The Classical Liberal Constitution: The Uncertain Quest for Limited Government, by Richard A. Epstein (Harvard, 704 pp., $49.95)
American conservatives are split into two main camps on the issue of judicial enforcement of the Constitution. One, exemplified by the work of the late Robert Bork, believes our system to be essentially majoritarian and, therefore, is distrustful of courts. This group tends to believe that judges should invalidate statutes only when constitutional text and history warrant it. As a consequence, members of this group — call them legalists — disapprove of the modern Supreme Court’s energetic protection of implied rights, such as the rights to abortion and same-sex marriage, and urge instead stronger protections for textually based principles, such as the right to private property and the limitations on the power of the national government.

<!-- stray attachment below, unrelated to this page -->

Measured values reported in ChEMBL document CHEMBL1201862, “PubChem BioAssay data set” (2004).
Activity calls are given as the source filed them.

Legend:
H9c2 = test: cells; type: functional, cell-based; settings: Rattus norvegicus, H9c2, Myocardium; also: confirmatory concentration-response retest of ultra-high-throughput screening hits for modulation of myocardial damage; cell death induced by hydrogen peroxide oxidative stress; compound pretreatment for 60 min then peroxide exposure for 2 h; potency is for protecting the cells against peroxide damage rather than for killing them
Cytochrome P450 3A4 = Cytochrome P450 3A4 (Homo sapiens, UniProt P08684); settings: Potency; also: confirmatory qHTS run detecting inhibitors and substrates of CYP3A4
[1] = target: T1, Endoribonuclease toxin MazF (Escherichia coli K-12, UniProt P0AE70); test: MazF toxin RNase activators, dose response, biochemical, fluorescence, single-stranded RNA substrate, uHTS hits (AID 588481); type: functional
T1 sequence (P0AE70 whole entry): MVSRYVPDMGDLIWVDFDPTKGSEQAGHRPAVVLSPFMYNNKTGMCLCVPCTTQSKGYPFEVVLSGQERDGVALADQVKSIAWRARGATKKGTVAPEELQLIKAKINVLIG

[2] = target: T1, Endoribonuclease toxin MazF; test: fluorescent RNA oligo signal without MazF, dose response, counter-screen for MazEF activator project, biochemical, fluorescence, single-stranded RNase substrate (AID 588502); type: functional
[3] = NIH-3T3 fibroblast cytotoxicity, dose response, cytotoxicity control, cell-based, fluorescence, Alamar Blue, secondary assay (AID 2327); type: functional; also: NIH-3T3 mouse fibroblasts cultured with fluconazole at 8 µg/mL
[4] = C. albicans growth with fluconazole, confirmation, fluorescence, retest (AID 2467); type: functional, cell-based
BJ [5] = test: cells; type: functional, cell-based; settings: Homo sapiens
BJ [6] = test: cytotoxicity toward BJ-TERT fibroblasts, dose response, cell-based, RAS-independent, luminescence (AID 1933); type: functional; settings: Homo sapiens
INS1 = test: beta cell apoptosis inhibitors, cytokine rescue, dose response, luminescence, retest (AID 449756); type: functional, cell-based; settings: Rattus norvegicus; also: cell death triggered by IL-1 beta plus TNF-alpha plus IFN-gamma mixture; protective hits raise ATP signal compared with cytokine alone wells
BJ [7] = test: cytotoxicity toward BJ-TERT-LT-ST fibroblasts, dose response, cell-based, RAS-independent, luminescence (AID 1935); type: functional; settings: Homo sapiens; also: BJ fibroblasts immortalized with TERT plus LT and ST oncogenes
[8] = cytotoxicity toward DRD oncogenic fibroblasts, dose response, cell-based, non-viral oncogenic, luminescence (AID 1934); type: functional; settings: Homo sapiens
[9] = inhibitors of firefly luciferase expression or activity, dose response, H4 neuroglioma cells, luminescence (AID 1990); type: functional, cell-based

The second camp, typified by Judge J. Harvie Wilkinson’s recent book Cosmic Constitutional Theory, is distrustful of abstract, doctrinaire thinking and, therefore, believes that judges should respect and even defer to constitutional meaning that is derived from political institutions and practices. Members of this group — Burkean traditionalists — often oppose the expansive use of judicial power in general, whether it is aimed at enforcing the idea of enumerated national powers or at protecting individual rights.